Luckily, both John and Clint are not afraid of snakes at all .  Clint actually wanted to keep him as a pet, but I would be the one that would end up taking care of it and I do not like anything that is posionious!  I respect them, and feel that have a right to be in their natural habitat, but I do not want them in my house or even up next to my house where I may step on them.

John was able to pick it up and put into a trash can.
I can't believe how red his tounge was. The snake seemed very scared and always looked like he was ready to strike, but I think he knew that it was a losing battle. 

Since I wouldn't let Clint keep it, they decided to take him back out into the woods and let him go.  I know most probably think that we should have killed it, but as I said - it has a right to be in it's natural habitat, we are the intruders.

Many people in North Carolina have never seen a Copper Head, but they are everywhere.  They are very good at blending in with the environment.  This snake was probably as long as he was going to get.  However, they do get fatter as they continue to grow.  Copper Heads are very slow movers.  Most people end up stepping on one, because the snake just didn't get out of the way in time and that is when they strike.  They are not aggressive, unless they are fighting for their life, unlike a Cotton Mouth which is very aggressive.  Be careful this time of the year.  Copper Heads are in their mating season now and around dusk is when they are out looking.

Of course, Clint is never satisfied with just finding one snake, so he went on a hunt for more.  He didn't see any, but he did uncover a nest of eggs under the ledge of our stone wall.  All had hatched, and John thought because of the shells they were from about two years ago.  We are not sure if they were copper heads or not.  I just am hoping that they were black snakes instead!

Monday, September 7, 2009

It is about time!

I ordered a new ceramic kiln in June. The lady said two weeks - ok, two months later it finally arrived. At the time we also ordered 4000 pounds (2 tons) of clay! Our studio is down a long, steep, gravel drive and there is no turn-around, so we had the kiln and clay delivered to our house instead. The 18-wheeler arrived and unloaded three pallets, two for clay and one for the kiln. Luckily, he had a lift-gate and a pallet dolly and was able to move them very easily into our garage.

The next problem was how to get it all to the studio. Well, we knew that the best thing to do with the clay was just to take it a little at a time as we need it. There really isn't any place to store it at the studio anyway. But the kiln weighed close to 1500 pounds. Again, we were a bit lucky that most kilns are built in sections and come apart. We spent most of the first day just breaking down the kiln into pieces that we could handle. We were able to get it in our van and it only took two loads out to the studio, and then of course, we had to put it all back together!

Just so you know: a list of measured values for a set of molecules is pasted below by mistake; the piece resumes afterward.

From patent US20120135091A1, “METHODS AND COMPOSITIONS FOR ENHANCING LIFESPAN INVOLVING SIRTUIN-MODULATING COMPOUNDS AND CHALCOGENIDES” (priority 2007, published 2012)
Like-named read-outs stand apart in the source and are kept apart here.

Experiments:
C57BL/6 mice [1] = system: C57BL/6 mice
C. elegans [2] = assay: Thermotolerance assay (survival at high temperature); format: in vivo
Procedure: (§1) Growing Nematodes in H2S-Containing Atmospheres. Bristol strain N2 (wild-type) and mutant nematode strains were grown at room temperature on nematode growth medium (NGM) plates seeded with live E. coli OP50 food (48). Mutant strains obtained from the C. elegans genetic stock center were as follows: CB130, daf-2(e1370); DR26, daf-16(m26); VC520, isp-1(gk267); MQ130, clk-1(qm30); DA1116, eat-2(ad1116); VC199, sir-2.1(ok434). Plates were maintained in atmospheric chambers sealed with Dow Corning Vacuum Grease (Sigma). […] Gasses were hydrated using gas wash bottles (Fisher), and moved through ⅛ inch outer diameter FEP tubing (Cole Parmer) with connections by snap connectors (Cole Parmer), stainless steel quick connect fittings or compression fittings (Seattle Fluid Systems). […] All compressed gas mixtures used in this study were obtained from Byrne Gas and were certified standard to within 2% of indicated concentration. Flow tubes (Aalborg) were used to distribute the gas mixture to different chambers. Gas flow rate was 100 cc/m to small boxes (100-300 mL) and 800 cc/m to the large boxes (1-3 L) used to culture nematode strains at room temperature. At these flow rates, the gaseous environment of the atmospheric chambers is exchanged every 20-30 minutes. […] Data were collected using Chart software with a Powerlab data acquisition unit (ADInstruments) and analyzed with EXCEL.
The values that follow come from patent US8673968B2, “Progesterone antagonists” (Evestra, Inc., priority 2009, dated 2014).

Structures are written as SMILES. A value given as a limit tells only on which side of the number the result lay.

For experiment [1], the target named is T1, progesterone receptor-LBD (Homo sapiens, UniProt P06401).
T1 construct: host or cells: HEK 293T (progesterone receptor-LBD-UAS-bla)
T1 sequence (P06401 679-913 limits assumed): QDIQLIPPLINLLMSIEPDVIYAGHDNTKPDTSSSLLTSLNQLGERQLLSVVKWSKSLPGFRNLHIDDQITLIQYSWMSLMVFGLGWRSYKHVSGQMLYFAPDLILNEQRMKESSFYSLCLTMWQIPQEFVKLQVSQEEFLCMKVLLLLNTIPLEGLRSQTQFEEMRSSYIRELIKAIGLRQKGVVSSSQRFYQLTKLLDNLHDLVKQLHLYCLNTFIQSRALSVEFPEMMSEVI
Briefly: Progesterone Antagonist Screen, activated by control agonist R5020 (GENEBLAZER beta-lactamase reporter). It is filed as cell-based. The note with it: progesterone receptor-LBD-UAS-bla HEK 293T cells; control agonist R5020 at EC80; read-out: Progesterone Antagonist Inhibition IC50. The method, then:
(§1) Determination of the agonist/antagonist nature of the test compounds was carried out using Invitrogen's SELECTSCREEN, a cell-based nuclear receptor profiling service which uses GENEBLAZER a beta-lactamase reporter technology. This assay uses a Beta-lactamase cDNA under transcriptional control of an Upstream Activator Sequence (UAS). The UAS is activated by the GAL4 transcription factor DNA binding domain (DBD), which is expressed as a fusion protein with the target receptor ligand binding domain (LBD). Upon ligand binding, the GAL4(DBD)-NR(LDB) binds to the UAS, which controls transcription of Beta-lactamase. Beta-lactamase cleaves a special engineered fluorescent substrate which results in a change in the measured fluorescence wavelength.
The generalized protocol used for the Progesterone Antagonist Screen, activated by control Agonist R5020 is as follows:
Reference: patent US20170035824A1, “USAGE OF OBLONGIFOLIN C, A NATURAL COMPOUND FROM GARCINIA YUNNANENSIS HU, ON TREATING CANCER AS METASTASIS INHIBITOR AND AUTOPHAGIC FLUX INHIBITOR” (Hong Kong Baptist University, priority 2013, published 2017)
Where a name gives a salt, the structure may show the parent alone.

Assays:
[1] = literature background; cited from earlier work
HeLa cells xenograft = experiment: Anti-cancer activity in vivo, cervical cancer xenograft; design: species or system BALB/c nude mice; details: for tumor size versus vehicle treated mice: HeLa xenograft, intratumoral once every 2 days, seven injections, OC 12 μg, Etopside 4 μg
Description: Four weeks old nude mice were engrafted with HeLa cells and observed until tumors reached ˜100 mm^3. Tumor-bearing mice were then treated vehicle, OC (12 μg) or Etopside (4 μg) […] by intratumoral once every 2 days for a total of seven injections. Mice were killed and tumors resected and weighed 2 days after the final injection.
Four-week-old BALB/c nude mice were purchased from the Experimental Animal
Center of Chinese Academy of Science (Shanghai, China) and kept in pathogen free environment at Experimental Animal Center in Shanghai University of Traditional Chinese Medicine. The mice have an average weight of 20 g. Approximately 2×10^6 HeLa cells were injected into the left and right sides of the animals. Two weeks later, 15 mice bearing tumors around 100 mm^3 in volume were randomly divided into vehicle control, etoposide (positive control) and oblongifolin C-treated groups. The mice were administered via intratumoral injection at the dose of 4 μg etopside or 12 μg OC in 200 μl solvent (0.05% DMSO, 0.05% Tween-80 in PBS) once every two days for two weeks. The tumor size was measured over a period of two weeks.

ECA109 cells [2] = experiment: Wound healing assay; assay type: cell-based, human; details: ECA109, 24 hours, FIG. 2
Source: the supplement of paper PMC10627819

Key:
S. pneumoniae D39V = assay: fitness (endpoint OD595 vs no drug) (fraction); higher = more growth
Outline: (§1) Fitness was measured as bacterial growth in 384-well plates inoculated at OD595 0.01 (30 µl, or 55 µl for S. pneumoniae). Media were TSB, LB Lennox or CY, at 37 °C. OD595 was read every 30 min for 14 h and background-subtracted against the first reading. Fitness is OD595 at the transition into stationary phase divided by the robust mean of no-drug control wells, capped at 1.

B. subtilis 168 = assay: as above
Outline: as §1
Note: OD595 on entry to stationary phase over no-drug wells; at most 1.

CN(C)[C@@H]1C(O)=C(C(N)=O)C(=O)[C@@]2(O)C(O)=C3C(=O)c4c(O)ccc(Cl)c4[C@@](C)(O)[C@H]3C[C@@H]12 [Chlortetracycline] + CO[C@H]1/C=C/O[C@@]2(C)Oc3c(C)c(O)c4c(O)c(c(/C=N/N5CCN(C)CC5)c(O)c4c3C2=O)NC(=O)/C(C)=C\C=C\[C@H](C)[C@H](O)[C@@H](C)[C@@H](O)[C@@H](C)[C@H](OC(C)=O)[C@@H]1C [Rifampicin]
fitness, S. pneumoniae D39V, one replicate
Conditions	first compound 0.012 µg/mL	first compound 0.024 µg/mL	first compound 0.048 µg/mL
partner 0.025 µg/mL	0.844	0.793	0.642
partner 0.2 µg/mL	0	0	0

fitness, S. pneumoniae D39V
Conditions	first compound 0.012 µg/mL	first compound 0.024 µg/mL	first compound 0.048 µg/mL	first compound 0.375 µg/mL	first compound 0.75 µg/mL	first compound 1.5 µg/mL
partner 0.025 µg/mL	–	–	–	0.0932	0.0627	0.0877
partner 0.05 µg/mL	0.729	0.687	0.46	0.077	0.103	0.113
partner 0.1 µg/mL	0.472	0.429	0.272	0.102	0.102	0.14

The next obstical was that it needed a 90 amp breaker and our panel box was already full. So that ment we had to upgrade our entire service. I will have to say that our electrician worked very fast and was able to get the panel switched and completely re-wired, a new disconnect inside for the kiln and a new breaker box with main disconnect outside in about five hours. That may seem long, but if you saw the mess it was in to begin with you would understand.

Last night we were able to load it. It was amazing how much we could fit into it.

This morning John, Clint and I woke up at 5 am and went down to start the kiln for the first time. It was very exciting. It felt like the first time you take a new car out for a ride.

We have a couple of shows coming up and we are all busy getting ready. Clint actually let me take a picture of him working on the wheel (although he said I have to pay him $5 for the picture.)

Thursday, September 3, 2009

new book finished



For my birthday, John gave me the book The Selected Works of T.S. Spivet, a novel by Reif Larsen. He had heard a story about it on NPR and thought that it would be worth reading. I finished it last night and I wanted to quote the praise from Stephen King.

"Two predictions about The Selected Works of T.S. Spivet: Readers are going to love it as much as I did, and few if any will experienced anything like it. I'm flabbergasted by Reif Larsen's talent, and I was warmed by his generosity. Here is a book that does the impossible: It combines Mark Twain, Thomas Pynchon, and Little Miss Sunshine. Good novels entertain; great ones come as a gift to the readers who are lucky enough to find them. This book is a treasure."

Since I am here, I will share the other books that I have read so far this year. My daughter is an avid reader and she gave me a reading list. I try to pick one off the list and work them into the ones on my list. The ones she recommended are in red.

1. Where are You Now? - by Mary Higgins Clark

2. The Guardian - by Nicholas Sparks

3. Gap Creek - by Robert Morgan

4. Fight Club - by Chuck Palahniuk

5. Angels and Demons - by Dan Brown

6. Vermeers Hat - by Timothy Brook

7. In the Time of the Butterflies - by Julia Alvarey

8. Running in Heels - by Anna Maxted

9. Artemis Fowl - by Eoin Colfer

10. Artemis Fowl the Artic Incedent - by Eoin Colfer

11. Choke - by Chuck Palahniuk

12. The Last Lecture - by Randy Pausch

13. When You are Engulfed in Flames - by David Sedaris

If any of you are fimiliar with some of these books, you will know what I mixture it is! Now on to find my next book!

Love of Mushrooms

Nature is Art  So, my love for mushrooms is fairly new (a couple of years).  I first started taking a few pictures of mushrooms around our p...